Android SDK provides access to many great APIs and features but there are still many missing or incomplete. This is especially true about access to some slightly non-standard features. For example hardware video encoding API got added in Android 4.0 but it took four major releases before the usable API got exposed in Android 4.4 SDK.
Luckily for those of you who are not patient enough to wait two year for the private API to get publisher it’s possible to access such private APIs using couple tricks I’m going to describe in this post.
I’m going to use SCR Screen Recorder app as an example. The app captures the screen contents and encodes it to the mp4 video file.
SCR required access to two private APIs:
ScreenshotClient::capture()– to capture screen contents (this call requires root permission),
MediaRecorder::querySurfaceMediaSourceFromMediaServer()– to pass frames to hardware video encoder (BTW this API got exposed in Lollipup as
as well as the number of C++ classes used by these APIs.
Build with AOSP rather than NDK
To access private APIs you need to build your code as part of Android Open Source Project (AOSP) build. It means you need to build whole Android before you can even start developing your binary! To checkout and build Android sources follow the instructions in the official documentation. Few tips regarding the build:
- Don’t checkout
masterbranch, instead use
repo initand checkout the branch corresponding to the version of Android you’re running on your test device (see documentation).
- Use one of the generic build targets (e.g.
lunch full_x86-userdebugdepending on your CPU architecture).
- Be patient, it takes hours to build.
- If you’re building an older version of Android (e.g. ICS) on recent build Environment like Ubuntu 14.04 you’re probably going to get some compilation errors. It takes just a few fixes/patches to resolve these issues. Unfortunately I don’t have the patches handy but you can surely find it on the Internet.
When the build is completed you’re ready to work on your app!
Create a new AOSP module e.g. under
frameworks/base/cmds/my_module and configure
Android.mk Have a look at
frameworks/base/cmds/screencap for sample configuration.
To build your module you don’t have to run the whole AOSP build again. Simply initialize the build environment (
. build/envsetup.sh and
lunch full-userdebug) and then inside your directory (
cd frameworks/base/cmds/my_module) run
mm command. This will build contents of current directory and would take just couple seconds.
The build command will compile the binary to
To test the compiled binary push it to your test device
adb push $OUT/system/bin/my_module /data/local/tmp then open ADB shell and run the copied binary from command line
Separate binary per major release and CPU architecture
Unlike binaries compiled with NDK binaries compiled using the above instructions are generally not portable between Android versions. You’ll need to build a separate binary for each Android major version. If you’d like to support devices running Android 4.0 – 5.1 you’ll need to repeat the procedure described above 7 time by checking out 7 different Android versions to separate directories. To support Intel Atom devices you’d also need to repeat the build with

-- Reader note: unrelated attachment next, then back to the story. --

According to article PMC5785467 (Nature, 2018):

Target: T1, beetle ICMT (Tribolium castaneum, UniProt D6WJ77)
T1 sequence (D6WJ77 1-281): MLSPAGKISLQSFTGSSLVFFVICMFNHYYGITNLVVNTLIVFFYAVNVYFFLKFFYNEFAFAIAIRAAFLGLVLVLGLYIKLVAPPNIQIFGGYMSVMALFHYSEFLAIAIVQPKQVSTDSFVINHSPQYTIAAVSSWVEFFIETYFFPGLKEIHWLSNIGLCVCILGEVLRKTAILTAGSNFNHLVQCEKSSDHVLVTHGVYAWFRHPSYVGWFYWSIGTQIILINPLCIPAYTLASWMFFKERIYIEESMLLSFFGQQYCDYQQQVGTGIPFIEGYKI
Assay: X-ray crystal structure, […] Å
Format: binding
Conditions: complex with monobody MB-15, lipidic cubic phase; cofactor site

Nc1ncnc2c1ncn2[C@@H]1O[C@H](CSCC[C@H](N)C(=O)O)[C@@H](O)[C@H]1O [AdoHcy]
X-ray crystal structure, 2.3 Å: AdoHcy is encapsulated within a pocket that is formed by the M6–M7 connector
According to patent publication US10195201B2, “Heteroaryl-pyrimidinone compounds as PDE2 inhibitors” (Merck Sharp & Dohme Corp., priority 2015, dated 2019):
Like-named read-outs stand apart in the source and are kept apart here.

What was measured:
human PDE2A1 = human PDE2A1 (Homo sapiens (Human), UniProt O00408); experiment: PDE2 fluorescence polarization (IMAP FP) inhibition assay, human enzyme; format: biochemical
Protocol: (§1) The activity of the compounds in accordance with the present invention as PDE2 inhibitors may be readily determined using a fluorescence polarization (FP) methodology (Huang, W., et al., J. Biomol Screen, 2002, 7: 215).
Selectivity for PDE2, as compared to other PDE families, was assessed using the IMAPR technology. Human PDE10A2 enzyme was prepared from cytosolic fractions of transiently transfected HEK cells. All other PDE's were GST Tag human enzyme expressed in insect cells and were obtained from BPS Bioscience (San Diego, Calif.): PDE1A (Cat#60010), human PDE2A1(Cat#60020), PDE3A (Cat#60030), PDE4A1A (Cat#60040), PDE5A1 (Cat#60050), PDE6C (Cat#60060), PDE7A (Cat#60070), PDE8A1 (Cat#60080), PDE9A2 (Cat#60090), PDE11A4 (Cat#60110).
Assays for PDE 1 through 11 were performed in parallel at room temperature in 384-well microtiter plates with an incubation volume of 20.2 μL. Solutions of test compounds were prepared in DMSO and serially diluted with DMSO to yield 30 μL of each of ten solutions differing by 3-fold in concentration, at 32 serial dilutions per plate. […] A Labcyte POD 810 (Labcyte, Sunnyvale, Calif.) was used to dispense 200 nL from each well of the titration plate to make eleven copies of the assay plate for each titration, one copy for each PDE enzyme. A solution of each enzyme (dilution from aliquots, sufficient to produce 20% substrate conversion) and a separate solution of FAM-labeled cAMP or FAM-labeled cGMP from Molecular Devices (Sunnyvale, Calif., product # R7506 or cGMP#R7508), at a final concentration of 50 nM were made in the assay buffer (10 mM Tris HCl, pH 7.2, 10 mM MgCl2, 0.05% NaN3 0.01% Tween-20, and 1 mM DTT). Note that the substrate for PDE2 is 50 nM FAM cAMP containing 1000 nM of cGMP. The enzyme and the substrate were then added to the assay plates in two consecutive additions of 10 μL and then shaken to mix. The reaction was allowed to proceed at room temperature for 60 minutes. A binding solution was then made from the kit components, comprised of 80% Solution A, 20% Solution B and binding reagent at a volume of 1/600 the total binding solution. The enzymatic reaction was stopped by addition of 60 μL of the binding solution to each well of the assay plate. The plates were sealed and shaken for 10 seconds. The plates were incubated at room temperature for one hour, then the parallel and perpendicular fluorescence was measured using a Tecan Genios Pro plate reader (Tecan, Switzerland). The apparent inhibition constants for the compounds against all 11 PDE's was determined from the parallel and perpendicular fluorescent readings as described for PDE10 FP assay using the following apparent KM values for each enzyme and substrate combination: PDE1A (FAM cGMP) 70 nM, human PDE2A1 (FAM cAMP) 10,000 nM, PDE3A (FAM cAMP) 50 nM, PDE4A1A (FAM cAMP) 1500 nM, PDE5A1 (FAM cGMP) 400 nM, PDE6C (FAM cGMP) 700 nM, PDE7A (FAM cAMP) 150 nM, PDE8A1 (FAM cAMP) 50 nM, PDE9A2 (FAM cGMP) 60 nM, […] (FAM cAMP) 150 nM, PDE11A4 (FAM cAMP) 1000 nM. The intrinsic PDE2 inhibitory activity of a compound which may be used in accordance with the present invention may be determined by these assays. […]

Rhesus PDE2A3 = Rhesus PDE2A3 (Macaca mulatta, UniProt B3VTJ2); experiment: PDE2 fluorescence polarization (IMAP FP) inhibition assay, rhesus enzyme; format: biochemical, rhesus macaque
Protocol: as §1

full_x86-userdebug build target for each version (you may want to run
export OUT_DIR=out_x86 before
lunch full_x86-userdebug to have separate output directories for different architectures).
Install and run from your app
When you have a native binary ready, you need to package it and run it from your app.
If you followed the advice in previous paragraph, you’d end up with 14 different binaries, one for each Android version and CPU architecture.
There is a number of ways in which you can package your binaries. You can place the compiled binaries under
res/raw-vXX directory and them it using
InputStream inputStream = context.getResources().openRawResource(R.raw.my_module); or use
The extracted files can be put under application
Remember to mark the file as executable
file.setExecutable(true, false) (this call adds Unix
Process to run the extracted files. Make sure to consume process error and output streams from some helper thread to avoid blocking on IO operations. If your app requires root you can use Chainfire’s helper library described at https://su.chainfire.eu/.
That’s it! Enjoy squeezing even more features out of Android!
Of course there are some drawbacks of using undocumented and unofficial APIs.
Build environment size
You need a separate AOSP build for each supported version of Android and architecture. To support ICS and above you’d need around 1TB of disk space for AOSP builds.
Initial build time
It takes hours to build each version of AOSP. Using SSD can significantly reduce the build time but 1TB SSDs are still quite pricey.
Luckily this is only a problem with the initial build. Subsequent builds with
mm are quite fast.
Unlike with public APIs, vendors (OEMs) are free to modify private APIs which results in incompatibilities and crashes (e.g. Segmentation Faults). Surprisingly, they modify framework APIs quite rarely so only a small percentage of devices should be affected. Driver APIs seems to be modified much more often but that’s another story.
Developer Program Policy
It’s unclear if, or to what extent, using private API is allowed by Google Play policies. According to the recent update “apps should not harm, interfere with, or improperly access Application Programming Interfaces (APIs)” and as always “improperly access” is not defined. There are many apps accessing private APIs on Google Play but remember, if you decide to join them, you’re doing it at your own risk.